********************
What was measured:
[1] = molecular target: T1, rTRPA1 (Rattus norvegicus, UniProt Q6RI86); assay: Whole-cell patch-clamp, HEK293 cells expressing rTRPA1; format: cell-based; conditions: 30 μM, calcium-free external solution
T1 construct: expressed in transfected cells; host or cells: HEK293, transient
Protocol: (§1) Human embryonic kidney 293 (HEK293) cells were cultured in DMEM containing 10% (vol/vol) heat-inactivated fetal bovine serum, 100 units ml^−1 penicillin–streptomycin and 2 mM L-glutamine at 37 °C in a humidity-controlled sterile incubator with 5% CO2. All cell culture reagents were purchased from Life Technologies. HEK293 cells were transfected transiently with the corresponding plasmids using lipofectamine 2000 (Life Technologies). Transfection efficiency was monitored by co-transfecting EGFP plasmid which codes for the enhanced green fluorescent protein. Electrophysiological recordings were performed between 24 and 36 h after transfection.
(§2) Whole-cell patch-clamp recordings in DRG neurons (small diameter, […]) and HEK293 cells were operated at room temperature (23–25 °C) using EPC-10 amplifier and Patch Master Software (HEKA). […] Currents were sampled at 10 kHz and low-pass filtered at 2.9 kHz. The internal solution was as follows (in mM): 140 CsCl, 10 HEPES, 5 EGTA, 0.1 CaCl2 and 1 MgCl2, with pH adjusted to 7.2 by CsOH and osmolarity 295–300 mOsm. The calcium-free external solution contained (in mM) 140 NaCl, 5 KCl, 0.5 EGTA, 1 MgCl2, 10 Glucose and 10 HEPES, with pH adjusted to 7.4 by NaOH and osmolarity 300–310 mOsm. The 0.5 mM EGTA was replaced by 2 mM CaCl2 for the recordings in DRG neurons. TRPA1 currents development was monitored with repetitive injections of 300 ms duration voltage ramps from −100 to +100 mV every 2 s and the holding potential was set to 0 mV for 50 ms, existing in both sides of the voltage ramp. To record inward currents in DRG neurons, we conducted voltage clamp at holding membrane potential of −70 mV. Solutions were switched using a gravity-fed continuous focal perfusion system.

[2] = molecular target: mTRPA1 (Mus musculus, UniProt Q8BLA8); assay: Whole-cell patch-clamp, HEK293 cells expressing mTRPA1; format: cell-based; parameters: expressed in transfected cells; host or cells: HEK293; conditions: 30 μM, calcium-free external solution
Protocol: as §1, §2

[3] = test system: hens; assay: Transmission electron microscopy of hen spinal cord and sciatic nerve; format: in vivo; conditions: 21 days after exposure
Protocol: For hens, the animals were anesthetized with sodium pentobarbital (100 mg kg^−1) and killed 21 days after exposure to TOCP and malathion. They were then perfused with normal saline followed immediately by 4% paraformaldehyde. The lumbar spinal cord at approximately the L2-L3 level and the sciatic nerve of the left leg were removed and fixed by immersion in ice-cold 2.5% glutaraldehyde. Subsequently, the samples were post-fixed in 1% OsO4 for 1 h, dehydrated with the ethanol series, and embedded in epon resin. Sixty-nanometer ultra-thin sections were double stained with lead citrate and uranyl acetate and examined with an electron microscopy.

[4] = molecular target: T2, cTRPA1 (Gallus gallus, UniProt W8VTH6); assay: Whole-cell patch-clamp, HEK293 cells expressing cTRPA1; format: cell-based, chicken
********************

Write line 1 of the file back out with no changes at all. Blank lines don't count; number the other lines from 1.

What was measured: